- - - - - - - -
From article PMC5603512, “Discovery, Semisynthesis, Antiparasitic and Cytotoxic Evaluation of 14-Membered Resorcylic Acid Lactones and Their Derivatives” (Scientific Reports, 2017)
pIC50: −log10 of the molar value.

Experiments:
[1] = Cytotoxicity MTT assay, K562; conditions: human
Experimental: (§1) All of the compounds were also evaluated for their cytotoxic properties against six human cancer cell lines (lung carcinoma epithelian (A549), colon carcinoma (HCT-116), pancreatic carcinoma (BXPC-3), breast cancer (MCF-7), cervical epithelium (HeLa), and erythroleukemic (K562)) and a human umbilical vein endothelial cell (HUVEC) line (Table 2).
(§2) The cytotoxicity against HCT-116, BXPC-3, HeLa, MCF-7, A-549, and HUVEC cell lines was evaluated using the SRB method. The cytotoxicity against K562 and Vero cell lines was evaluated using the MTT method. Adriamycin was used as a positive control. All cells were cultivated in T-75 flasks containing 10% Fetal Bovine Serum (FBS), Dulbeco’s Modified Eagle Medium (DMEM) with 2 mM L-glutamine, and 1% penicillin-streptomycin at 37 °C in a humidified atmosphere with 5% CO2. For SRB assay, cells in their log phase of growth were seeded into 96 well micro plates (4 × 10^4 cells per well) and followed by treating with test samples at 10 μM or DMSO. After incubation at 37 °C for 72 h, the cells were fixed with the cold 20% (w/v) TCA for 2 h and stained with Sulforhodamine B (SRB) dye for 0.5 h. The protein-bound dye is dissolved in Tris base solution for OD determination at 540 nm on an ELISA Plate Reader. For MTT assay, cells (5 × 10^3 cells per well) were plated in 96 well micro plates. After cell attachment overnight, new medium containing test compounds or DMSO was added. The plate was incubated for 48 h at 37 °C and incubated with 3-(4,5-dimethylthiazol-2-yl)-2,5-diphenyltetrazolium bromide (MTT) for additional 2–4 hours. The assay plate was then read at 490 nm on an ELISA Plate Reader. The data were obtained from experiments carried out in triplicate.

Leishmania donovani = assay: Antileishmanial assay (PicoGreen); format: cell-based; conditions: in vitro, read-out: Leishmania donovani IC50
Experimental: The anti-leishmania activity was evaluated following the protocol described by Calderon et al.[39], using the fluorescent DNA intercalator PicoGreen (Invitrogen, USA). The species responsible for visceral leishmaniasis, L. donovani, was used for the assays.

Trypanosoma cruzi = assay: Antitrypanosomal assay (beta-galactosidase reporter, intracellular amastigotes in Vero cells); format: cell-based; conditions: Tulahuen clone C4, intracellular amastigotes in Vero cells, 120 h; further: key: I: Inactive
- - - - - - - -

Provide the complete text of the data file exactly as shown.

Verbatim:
From article PMC5603512, “Discovery, Semisynthesis, Antiparasitic and Cytotoxic Evaluation of 14-Membered Resorcylic Acid Lactones and Their Derivatives” (Scientific Reports, 2017)
pIC50: −log10 of the molar value.

Experiments:
[1] = Cytotoxicity MTT assay, K562; conditions: human
Experimental: (§1) All of the compounds were also evaluated for their cytotoxic properties against six human cancer cell lines (lung carcinoma epithelian (A549), colon carcinoma (HCT-116), pancreatic carcinoma (BXPC-3), breast cancer (MCF-7), cervical epithelium (HeLa), and erythroleukemic (K562)) and a human umbilical vein endothelial cell (HUVEC) line (Table 2).
(§2) The cytotoxicity against HCT-116, BXPC-3, HeLa, MCF-7, A-549, and HUVEC cell lines was evaluated using the SRB method. The cytotoxicity against K562 and Vero cell lines was evaluated using the MTT method. Adriamycin was used as a positive control. All cells were cultivated in T-75 flasks containing 10% Fetal Bovine Serum (FBS), Dulbeco’s Modified Eagle Medium (DMEM) with 2 mM L-glutamine, and 1% penicillin-streptomycin at 37 °C in a humidified atmosphere with 5% CO2. For SRB assay, cells in their log phase of growth were seeded into 96 well micro plates (4 × 10^4 cells per well) and followed by treating with test samples at 10 μM or DMSO. After incubation at 37 °C for 72 h, the cells were fixed with the cold 20% (w/v) TCA for 2 h and stained with Sulforhodamine B (SRB) dye for 0.5 h. The protein-bound dye is dissolved in Tris base solution for OD determination at 540 nm on an ELISA Plate Reader. For MTT assay, cells (5 × 10^3 cells per well) were plated in 96 well micro plates. After cell attachment overnight, new medium containing test compounds or DMSO was added. The plate was incubated for 48 h at 37 °C and incubated with 3-(4,5-dimethylthiazol-2-yl)-2,5-diphenyltetrazolium bromide (MTT) for additional 2–4 hours. The assay plate was then read at 490 nm on an ELISA Plate Reader. The data were obtained from experiments carried out in triplicate.

Leishmania donovani = assay: Antileishmanial assay (PicoGreen); format: cell-based; conditions: in vitro, read-out: Leishmania donovani IC50
Experimental: The anti-leishmania activity was evaluated following the protocol described by Calderon et al.[39], using the fluorescent DNA intercalator PicoGreen (Invitrogen, USA). The species responsible for visceral leishmaniasis, L. donovani, was used for the assays.

Trypanosoma cruzi = assay: Antitrypanosomal assay (beta-galactosidase reporter, intracellular amastigotes in Vero cells); format: cell-based; conditions: Tulahuen clone C4, intracellular amastigotes in Vero cells, 120 h; further: key: I: Inactive